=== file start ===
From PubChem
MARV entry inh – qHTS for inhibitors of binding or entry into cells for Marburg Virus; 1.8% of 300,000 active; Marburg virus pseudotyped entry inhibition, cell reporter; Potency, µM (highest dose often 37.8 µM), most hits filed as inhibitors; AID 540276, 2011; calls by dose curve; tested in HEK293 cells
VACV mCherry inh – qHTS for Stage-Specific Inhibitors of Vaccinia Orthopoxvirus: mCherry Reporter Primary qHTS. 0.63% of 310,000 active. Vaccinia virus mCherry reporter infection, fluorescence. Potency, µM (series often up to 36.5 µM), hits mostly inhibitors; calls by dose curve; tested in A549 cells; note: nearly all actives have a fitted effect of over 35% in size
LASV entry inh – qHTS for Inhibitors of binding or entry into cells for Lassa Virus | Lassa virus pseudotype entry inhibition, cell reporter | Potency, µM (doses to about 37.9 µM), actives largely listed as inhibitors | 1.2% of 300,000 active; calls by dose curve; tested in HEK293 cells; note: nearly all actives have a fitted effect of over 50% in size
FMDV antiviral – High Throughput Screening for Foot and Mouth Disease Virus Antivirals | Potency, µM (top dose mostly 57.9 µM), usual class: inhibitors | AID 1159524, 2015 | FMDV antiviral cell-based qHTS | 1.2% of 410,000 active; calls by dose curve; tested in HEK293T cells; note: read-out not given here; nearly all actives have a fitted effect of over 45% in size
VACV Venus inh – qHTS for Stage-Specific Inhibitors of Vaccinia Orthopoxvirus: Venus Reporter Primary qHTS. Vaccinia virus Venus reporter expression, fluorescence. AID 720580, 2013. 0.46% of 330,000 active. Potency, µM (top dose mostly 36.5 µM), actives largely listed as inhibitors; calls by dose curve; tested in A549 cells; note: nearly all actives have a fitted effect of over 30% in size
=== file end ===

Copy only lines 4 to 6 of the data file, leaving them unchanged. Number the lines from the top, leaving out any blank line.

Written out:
LASV entry inh – qHTS for Inhibitors of binding or entry into cells for Lassa Virus | Lassa virus pseudotype entry inhibition, cell reporter | Potency, µM (doses to about 37.9 µM), actives largely listed as inhibitors | 1.2% of 300,000 active; calls by dose curve; tested in HEK293 cells; note: nearly all actives have a fitted effect of over 50% in size
FMDV antiviral – High Throughput Screening for Foot and Mouth Disease Virus Antivirals | Potency, µM (top dose mostly 57.9 µM), usual class: inhibitors | AID 1159524, 2015 | FMDV antiviral cell-based qHTS | 1.2% of 410,000 active; calls by dose curve; tested in HEK293T cells; note: read-out not given here; nearly all actives have a fitted effect of over 45% in size
VACV Venus inh – qHTS for Stage-Specific Inhibitors of Vaccinia Orthopoxvirus: Venus Reporter Primary qHTS. Vaccinia virus Venus reporter expression, fluorescence. AID 720580, 2013. 0.46% of 330,000 active. Potency, µM (top dose mostly 36.5 µM), actives largely listed as inhibitors; calls by dose curve; tested in A549 cells; note: nearly all actives have a fitted effect of over 30% in size